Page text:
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  7. RIV63.O.K. I thought so. Thanks. Bruce.
     
  8. BamaMav
    Joined: Jun 19, 2011
    Posts: 4,172

    BamaMav
    Member
    from Berry, AL

    I just looked again at mine a few minutes ago, I got lucky. The block where the ports are is separate from the evaporator, so it looks as though if I can get that section, it will be a unbolt the old and bolt in the new.

    Depends on where you live on if it's worth fixing or not. Here in the South, AC is a almost must have, especially in the summer months.
     
  9. David Gersic
    Joined: Feb 15, 2015
    Posts: 2,166

    David Gersic
    Member
    from DeKalb, IL

    Northern Illinois. Two months of the year, it’s nice to have, but I rarely drive more than 5-10 minutes away, I work from home, and I don’t mind heat. I’ve fixed this thing several times, through two failed compressors, one evap leak, one condenser leak, and several schraeder valve leaks. I have the tools, I’m just tired of fixing it.



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  10. I know people say you "need" to change the oil, you should but in my experience it's not necessary. In my 86 c10 the compressor failed. I did not have access to a r12 machine so I bought the r134 adapters and after replacing the compressor I charged the system and the truck has been cooling fine since. In my truck there was no noticeable temperature difference between the two. I changed it back in 2010 or 11. I've put 100k on the truck since then and the last 3 years I've lived in south Florida so that ac gets used year round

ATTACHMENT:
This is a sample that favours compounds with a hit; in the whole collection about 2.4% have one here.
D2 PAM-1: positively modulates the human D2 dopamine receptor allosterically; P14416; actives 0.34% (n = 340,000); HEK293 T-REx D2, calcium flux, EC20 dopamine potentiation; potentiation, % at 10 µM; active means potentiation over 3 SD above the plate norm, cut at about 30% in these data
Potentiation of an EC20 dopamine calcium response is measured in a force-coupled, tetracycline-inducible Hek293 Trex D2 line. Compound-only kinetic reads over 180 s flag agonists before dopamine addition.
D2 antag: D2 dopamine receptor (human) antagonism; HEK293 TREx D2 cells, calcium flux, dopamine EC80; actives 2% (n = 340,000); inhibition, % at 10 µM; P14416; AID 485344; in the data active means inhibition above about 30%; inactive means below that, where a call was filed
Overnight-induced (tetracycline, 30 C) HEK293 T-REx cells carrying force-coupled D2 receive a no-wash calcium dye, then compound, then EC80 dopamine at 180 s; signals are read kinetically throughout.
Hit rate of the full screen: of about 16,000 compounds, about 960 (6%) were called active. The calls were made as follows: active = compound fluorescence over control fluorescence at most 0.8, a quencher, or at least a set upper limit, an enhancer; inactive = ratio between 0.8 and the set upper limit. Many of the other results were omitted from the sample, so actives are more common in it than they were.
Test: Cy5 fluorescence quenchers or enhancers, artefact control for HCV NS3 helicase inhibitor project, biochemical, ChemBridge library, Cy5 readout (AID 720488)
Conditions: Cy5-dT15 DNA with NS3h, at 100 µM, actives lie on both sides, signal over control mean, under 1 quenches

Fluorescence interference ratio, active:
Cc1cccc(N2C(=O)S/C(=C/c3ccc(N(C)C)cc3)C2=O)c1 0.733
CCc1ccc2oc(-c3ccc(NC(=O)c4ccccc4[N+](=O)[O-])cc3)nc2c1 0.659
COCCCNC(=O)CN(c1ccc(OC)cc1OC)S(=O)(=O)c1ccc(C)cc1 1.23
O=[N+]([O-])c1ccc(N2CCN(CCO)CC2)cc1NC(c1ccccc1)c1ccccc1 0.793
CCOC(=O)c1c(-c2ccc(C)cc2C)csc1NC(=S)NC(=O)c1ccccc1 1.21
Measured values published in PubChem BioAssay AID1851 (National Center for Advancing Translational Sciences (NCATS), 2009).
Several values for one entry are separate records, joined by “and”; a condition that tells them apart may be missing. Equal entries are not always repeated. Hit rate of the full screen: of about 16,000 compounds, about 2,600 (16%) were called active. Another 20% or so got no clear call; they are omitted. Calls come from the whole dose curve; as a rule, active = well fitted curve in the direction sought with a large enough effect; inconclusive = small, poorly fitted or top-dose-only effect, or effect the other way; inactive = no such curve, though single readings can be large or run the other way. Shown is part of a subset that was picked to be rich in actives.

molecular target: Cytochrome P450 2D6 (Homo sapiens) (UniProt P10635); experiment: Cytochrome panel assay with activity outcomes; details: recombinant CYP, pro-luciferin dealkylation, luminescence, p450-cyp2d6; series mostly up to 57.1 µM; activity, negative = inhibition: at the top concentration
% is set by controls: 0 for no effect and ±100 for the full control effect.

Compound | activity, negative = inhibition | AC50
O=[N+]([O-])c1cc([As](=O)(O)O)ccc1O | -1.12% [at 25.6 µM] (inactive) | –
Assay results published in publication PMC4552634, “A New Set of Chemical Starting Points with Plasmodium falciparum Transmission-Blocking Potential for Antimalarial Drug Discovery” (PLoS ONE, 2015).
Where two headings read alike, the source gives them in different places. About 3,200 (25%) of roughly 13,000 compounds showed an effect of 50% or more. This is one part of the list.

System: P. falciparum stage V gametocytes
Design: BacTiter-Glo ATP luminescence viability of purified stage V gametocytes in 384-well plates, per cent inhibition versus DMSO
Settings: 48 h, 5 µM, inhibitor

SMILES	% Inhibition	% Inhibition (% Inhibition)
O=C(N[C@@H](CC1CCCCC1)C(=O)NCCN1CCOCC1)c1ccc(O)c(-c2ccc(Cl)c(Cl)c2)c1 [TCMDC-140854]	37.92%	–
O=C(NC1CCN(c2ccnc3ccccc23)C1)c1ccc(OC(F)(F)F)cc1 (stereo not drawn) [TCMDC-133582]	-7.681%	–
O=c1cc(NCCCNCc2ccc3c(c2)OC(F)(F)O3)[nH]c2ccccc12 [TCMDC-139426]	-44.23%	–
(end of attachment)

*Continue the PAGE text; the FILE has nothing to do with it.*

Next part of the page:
11. Just put the threaded ,sealed caps on tight. My S10 has been like that for three years. Haven't had a good reason to fix it right yet.;)
     
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  12. Perry Hvegholm
    Joined: Apr 16, 2018
    Posts: 113

    Perry Hvegholm
    Member

    As J-jock stated, your only choice here is not "Keep it R-12, or convert to 134A". R12A has been around since the late 1990's and is an environmentally friendly substitute for R12. R12A is also comprised of larger molecules, so it doesn't come with the leakage issue that 134A comes with. R12A can be used as a direct replacement for R12. No flushing required. I performed A/C rebuilds numerous times over the years on vehicles originally equipped for R12. I recharged with R12A in all cases and the systems performed just fine, even in desert heat.

    I have a few friends...mostly A/C-HVAC specialists...that stockpiled R12 after the ban. The stuff is rapidly becoming unobtanium nowadays. But the expense of R12 is silly in your case, Sine R12A will work just fine.